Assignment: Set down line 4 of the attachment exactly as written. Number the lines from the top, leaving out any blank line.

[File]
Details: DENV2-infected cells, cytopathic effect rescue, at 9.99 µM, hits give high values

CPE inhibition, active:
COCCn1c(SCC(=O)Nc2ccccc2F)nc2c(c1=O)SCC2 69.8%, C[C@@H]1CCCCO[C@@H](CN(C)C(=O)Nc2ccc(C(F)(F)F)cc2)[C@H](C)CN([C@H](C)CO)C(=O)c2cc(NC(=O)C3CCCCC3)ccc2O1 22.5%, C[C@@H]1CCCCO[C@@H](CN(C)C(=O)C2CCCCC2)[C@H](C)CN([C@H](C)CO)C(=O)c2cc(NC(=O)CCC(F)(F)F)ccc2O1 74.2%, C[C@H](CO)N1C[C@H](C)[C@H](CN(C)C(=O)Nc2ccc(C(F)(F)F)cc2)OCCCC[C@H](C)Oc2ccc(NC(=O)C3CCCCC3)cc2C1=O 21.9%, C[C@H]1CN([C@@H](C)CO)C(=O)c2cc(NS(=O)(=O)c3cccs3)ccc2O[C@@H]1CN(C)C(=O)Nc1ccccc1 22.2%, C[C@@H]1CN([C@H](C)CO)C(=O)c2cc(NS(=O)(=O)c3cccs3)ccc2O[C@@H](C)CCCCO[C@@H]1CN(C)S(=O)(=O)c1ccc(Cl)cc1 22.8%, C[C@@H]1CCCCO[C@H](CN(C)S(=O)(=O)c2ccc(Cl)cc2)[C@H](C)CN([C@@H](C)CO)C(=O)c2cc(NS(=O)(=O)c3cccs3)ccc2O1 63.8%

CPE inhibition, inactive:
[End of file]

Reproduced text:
CPE inhibition, inactive: